Friday, 3 October 2014

Searching for stars that run away

So it's observing proposal season and Wednesday was the ESO deadline, which means panicked proposal writing and last-minute scribbling all round.

ESO is the European Southern Observatory, Europe's premier observatory in the southern hemisphere, which operates some of the largest and most advanced telescopes in the world. This includes the four behemoths that make up the VLT, the Very Large Telescope (except there's four of them), each housing a 8.2m mirror and some of the best astronomical instruments in the world.

ESO's Very Large Telescope(s) in Chile (Credit: Wikimedia Commons)

One of the proposals we submitted is part of work by my colleague Mike Mohr-Smith to improve the census of massive stars in our galaxy and identify where they formed. Massive stars are very rare and live very short lives (on astronomical timescales at least), but affect the evolution of other stars and the galaxy as a whole in very important ways. How massive stars form is a major unanswered question in astronomy, and since they live such short lives finding these stars and tracing them back to their birth-sites is an important avenue of research.

So we've recently identified a number of hitherto-undiscovered massive stars in the vicinity of one of the young massive star clusters in our galaxy, Westerlund 2. The most massive stars we know of are nearly always found deep within star clusters, and some people have suggested that they can only form in such environments, so finding massive stars near a massive star cluster, but not within it, is very interesting.

The massive star cluster Westerlund 2 (Credit: Robert Gendler)

So the question arises, did these stars form outside of the cluster (which would make them very special) or did they form in the cluster but have since been ejected? The first step in answering this question is to measure the speed these stars are moving relative to the cluster. If the stars have been ejected (known as runaway stars) they should be moving very fast away from the cluster, but if they formed in isolation their velocities will be much lower.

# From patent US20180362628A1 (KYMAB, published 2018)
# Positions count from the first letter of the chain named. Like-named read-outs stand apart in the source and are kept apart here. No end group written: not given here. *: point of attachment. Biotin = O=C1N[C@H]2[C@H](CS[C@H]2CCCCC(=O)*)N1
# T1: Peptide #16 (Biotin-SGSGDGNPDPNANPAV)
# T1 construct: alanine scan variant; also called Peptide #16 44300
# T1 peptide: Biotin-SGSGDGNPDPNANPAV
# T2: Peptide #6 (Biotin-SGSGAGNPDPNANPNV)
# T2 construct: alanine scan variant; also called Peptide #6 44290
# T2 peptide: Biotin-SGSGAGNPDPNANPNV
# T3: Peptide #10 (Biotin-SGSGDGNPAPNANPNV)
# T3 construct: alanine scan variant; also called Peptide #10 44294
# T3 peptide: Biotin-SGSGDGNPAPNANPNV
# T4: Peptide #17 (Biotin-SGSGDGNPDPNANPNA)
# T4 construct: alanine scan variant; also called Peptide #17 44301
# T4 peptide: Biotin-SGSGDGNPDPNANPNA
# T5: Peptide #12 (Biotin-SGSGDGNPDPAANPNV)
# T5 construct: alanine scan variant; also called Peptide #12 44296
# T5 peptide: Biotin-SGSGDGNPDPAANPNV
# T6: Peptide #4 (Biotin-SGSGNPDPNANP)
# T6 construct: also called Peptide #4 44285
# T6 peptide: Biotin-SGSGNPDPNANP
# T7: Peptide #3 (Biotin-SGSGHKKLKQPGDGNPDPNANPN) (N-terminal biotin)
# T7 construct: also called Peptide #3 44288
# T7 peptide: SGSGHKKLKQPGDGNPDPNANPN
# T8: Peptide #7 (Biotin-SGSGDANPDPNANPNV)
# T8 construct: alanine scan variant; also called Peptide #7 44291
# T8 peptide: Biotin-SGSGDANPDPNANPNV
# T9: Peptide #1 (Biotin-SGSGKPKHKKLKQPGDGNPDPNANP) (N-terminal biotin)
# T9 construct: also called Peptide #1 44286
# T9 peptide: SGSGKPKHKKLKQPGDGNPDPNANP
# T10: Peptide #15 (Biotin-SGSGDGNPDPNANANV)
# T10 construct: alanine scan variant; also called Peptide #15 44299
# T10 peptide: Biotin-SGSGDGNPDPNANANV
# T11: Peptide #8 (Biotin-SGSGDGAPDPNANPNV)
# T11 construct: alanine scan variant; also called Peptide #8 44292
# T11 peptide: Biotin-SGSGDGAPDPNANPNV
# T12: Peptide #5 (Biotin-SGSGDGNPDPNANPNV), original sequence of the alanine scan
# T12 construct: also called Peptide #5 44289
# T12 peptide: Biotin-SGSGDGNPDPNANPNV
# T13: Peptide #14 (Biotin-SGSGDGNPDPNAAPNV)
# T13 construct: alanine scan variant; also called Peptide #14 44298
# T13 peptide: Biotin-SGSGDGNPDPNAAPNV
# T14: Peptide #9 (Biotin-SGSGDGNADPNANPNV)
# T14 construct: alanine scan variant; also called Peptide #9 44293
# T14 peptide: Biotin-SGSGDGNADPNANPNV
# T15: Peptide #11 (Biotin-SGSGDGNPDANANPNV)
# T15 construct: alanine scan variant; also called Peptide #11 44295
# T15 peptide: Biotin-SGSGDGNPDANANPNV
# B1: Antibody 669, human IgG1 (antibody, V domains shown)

By taking high resolution spectroscopy of these stars we can measure their speeds by observing the shifts in the positions of known spectral lines due to the Doppler effect. This is the same effect that causes the pitch of a siren to change as a vehicle moves towards you and then away from you, but instead of affecting sound waves it is shifting light waves.

Representation of the Doppler-shift effect on spectral lines
(Credit: University of Virginia)
This image shows a spectrum of light, which is light split into its constituent parts using a prism. What was originally white light has now been split into all the colours of the rainbow (it's actually the same effect that causes a rainbow!).

On top of the rainbow you can see dark lines, which are known as spectral lines. These are caused by atoms of different elements absorbing light at certain wavelengths (in certain parts of the spectrum). When an object is moving away from us, it's light is redshifted, meaning spectral lines shift towards the red part of the spectrum, while when an object is moving towards us it's light is blueshifted, meaning spectral lines shift towards the blue part of the spectrum. The faster an object is moving relative to us, the greater the shift in the position of the spectral lines. So by observing the spectrum of light from a star, measuring the positions of it's spectral lines and comparing them to the positions we know they should be at we can determine how fast the star is moving towards or away from us.

So our objective is to use one of the instruments on the VLT to acquire high-resolution spectroscopy, measure the positions of the spectral lines and therefore the speed the stars are moving relative to the stars in the cluster. With this information we can answer the question of whether these very massive stars formed inside the cluster or outside of the cluster.

That's our plan at least, and that's what we've written to the friendly people at ESO asking them if we can use their telescope to do this project. I'll let you know what they say!

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